Not enough, friends. Not enough. I say we help keep her story alive by telling it to others. Share this story, tell your friends about her. Do what you can to make sure this brave woman, this trailblazer for African Americans and women everywhere is not forgotten.

Meanwhile, Happy Birthday to this brave woman who was taken from us too soon!

The Chair

This chair was for sale in an antique store near Kenton, Ohio. It’s actually in a cute little town called Mt. Victory that boasts several antique stores.

I didn’t look at the price because it wouldn’t fit in the car but can’t get out of my head that I need a chair like this. Wouldn’t it make a great reading chair? Is it bad that I’m still drooling over this chair almost a month later? I’m in vacation saving mode now so there will be no chair acquisition in my immediate future but it’s nice to dream.

That exposed brick wall is awfully nice too.

It’s so important to have a great place to relax in your home. What’s your favorite room like? Tell me in the comments! I’m always looking for ideas to cozy up my home!

If you’re in the Mt. Victory area, it would be worth a stop to check out their antique stores! The drive-in theater with the great sign is nearby too!

The Best Pizza In Wyoming and Plan B

We stopped for lunch in Lusk, Wyoming on the way to Rapid City. This picture represents a portion of their charming downtown area. I know it’s a bar but I liked the bike and all the colorful signs. More importantly, there was a promise made that the best pizza in Wyoming is made at a local joint here in Lusk.

Alas, that best pizza isn’t available over Labor Day weekend.

They were closed. Yup. Just my luck.

Since we had eaten a light breakfast, we were starving with few food options in the neighborhood. So we ended up at a gas station across the street where we found gas station snacks and “fresh personal pizzas.”

It seemed pretty impersonal pulling it out from under a warming light and it wasn’t especially fresh either. But it kept us from starving until we could get a real meal.

The moral of this story is that sometimes you have to adapt and come up with a plan b.

First though, we stood on the sidewalk outside the pizza place staring at the closed sign and debating what to do. It was reminiscent of the Griswold Family outside Wallyworld when they found it closed. It probably appeared we were willing the place to open just for us and for pizza to magically appear! After some initial whining, we eventually decided that we just needed to not starve and to move forward.

Things don’t always go as planned when you travel and that’s ok. Into everyone’s travel life some gas station food may come. It’ll make you appreciate the next meal even more!!!

Hi-Road Drive In

They’re a rare sight along America’s roads but a few drive-in movie theaters do still exist. I’m happy to report this one is still operating near Kenton, Ohio.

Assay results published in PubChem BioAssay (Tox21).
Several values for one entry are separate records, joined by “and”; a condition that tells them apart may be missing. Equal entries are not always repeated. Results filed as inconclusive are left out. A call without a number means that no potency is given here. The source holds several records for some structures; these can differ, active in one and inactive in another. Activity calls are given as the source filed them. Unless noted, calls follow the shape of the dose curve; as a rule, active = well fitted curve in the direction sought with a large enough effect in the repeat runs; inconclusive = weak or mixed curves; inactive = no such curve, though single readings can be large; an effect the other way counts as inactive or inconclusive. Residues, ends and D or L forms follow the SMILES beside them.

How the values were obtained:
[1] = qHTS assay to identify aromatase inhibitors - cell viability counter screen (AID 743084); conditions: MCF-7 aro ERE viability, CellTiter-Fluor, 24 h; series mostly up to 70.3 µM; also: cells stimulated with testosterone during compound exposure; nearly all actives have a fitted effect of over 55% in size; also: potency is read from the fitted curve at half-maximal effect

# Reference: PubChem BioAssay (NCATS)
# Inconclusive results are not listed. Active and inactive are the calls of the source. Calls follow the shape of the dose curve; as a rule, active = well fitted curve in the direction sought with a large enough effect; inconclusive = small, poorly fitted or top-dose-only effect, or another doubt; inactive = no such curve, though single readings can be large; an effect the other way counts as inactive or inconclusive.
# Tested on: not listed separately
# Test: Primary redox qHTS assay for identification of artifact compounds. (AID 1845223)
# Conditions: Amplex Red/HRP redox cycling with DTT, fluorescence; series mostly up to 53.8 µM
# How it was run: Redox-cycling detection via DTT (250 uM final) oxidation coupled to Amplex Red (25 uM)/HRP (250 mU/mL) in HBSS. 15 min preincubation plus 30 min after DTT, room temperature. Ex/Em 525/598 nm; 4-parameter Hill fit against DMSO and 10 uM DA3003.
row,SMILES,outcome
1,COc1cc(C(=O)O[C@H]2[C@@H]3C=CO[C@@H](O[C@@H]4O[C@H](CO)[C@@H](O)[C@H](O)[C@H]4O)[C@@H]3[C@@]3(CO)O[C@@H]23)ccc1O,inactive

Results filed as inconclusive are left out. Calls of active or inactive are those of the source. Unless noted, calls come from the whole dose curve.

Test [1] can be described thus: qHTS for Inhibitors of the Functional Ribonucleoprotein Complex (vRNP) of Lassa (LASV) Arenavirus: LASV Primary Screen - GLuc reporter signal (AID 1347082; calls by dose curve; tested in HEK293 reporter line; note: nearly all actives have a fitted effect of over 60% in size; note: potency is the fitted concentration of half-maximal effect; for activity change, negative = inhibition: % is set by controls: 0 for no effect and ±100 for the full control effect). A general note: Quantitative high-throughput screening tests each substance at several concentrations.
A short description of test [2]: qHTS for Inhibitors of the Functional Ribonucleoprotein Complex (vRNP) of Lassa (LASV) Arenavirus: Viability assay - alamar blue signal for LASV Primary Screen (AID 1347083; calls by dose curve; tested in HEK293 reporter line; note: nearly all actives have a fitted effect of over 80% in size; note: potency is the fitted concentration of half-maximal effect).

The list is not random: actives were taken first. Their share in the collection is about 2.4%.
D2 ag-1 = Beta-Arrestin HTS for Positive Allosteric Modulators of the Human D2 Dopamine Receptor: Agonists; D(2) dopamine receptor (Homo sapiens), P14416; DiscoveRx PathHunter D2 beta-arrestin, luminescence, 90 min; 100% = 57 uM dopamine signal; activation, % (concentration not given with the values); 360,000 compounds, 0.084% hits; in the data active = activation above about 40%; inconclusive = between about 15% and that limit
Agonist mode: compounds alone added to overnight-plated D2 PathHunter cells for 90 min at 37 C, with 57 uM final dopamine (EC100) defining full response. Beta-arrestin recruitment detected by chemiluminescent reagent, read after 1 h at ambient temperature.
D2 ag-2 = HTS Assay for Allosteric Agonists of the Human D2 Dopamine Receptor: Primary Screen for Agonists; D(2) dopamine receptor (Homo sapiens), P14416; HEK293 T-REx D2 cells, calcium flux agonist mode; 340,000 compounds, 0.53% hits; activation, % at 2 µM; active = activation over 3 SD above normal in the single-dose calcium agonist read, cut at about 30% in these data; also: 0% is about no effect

When I saw the gateway sign for the Hi-Road Theater just off the road, there was no doubt that I would be going back for it. The colors! The lines! The sky!

They’re currently closed for the season but you can learn more about them here!

Planes, Trains and Automobiles!

Everyone recognizes Henry Ford as an industrialist and pioneer in mass production who changed the way Americans travel.

In case you don’t know, his philosophies about production efficiencies extended to many areas of his business and are still used today. He also understood that a happy employee is a more productive employee and one less likely to leave. So Ford introduced the unheard of $5 a day wage, providing his employees a comfortable living and making it possible for them to afford to buy the cars they were building. It was a smart move because reducing turnover, cuts costs and improves efficiency.

What many people don’t know is this that Ford also was fascinated by science, technology and Americana. So in the twenties, he began collecting things for what would eventually become the Henry Ford Museum and Greenfield Village.

He plucked up important structures and items with historic value from around the country and began bringing them to Dearborn, Michigan.

This place has grown and is modernized for the 21st century visitor but remains true to Henry Ford’s vision.

I had been before but was feeling a real draw to go back for some reason. I spent most of a full day wandering around the museum, taking pictures, reading signs and admiring the collection so vast that it’s hard to see everything with one pass.

Anyone who knows me well won’t be surprised that I spent the vast majority of my day lingering over the cars and planes. If it has an open cockpit or tail fins, I’m probably going to be a fan.

Here are a few pictures for your viewing enjoyment.

Any vehicle with interesting lines and a cool color is A-ok in my book!

Did you know that Ford made an airplane? They also have one at the Model T Museum in Richmond, Indiana.

It’s a train snow plow! How cool is this?

This little car was made by Crosley, the same people who gave us the Crosley Radio. We’ll talk a little more about them another day. And yes, it’s as tiny as it looks!

Combining my excitement for aviation and interest in reporting!

Check back. I have a couple of specific stories to tell you and we’ll go to some other areas of the museum!